I’m not boycotting Oatly (yet)

10% of Oatly is now owned by Blackstone, and its customers aren’t happy. But I’m not boycotting Oatly — here’s why.

“We thought that if we could convince them that it’s as profitable to invest in a sustainability company like Oatly, then all the other private equity firms of the world would look, listen and start to steer their collective worth of 4 trillion US dollars into green investments.”

Why are Oatly’s fans so angry?

Since the news about Blackstone reached the media, Oatly has been facing a backlash. Criticisms like ‘you’re selling out to the highest bidder’ and ‘you’re supporting trump’ are all over social media.

Alternative Oatly ads by @goodhustle on Twitter.

“We promise to be a good company, which means that our drive to help people upgrade their lives always comes before the reckless pursuit of profit.”

Alternatives to Oatly

But if we boycott Oatly, what are our other options? We know that oat milk is the best choice to reduce the carbon emissions from your diet, so stick to oat-y options we must.

Alpro and Provamel

I’m grouping these two together because they’re both 100% owned by corporate giant Danone. Shocking, I know. Whereas Alpro is well-recognised as a large profit-focused brand, Provamel gives off the impression of being a smaller, sustainability-focused brand with their organic ingredients, expensive price tag, and is found mostly in local delis and health food stores.

Supermarket own brands

According to Ethical Consumer the least ethical choice would be to buy supermarket own brand non-dairy milks — Tesco, Sainsburys, Aldi, Asda, the lot. This is because supermarkets are inherently flawed as a system for food distribution, from ‘unhealthy’ foods being the cheapest and most readily available to the huge amount of food waste generated, to questionable (at best) sourcing of products.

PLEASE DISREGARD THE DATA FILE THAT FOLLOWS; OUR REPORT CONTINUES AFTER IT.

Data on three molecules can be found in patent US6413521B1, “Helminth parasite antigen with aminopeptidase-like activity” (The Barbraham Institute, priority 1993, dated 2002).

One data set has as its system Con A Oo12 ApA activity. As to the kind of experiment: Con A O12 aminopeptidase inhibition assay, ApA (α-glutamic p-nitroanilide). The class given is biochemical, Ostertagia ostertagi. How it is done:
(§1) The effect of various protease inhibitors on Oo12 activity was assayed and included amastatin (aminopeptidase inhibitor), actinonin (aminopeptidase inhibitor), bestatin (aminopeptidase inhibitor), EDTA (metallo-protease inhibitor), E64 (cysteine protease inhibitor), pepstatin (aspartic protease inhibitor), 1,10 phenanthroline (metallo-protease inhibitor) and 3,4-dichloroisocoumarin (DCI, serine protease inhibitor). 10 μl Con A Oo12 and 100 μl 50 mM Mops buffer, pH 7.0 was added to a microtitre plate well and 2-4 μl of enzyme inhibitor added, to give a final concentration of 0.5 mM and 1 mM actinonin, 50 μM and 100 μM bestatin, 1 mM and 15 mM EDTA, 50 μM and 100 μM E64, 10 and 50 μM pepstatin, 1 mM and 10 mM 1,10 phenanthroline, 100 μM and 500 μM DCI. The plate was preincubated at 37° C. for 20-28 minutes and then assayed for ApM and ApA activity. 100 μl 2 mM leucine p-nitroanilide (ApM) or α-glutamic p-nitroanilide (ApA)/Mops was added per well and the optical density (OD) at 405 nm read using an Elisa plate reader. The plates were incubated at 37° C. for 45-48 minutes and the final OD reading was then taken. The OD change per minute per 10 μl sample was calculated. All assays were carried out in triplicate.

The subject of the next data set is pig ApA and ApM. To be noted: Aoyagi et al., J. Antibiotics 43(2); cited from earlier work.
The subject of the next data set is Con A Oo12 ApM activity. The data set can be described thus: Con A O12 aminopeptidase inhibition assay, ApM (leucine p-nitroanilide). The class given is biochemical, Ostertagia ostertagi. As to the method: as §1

Minor Figures

Minor Figures has been widely suggested as a good alternative to Oatly. It’s a similar price point, retailing at around £1.50-£2.00 a litre. They’re a coffee company who claim to ‘care about climate change’ and the purpose of developing their oat milk was the realisation of the impact of dairy.

Small-scale producers in your local area

As demand has grown for non-dairy milk alternatives, we have seen more and more startups popping up to meet that demand. Many of these are also focused on the growth in the plastic-free market, often offering plastic-free non-dairy milk deliveries to the door. There’s M*lkman in London (now offered across most of the South via various distributors), New Milk in Bristol, ReRooted in Devon and Cornwall, and more.

Making your own homemade oat milk

Undoubtedly the most sustainable and ethical option is to make your own oat milk at home. If you choose organic oats grown in your own country, you’re minimising emissions from production and transport. Plus, it means no plastic packaging to contend with.

So, here’s why I won’t be boycotting Oatly

Ramblings on communication and our climate crisis🌱

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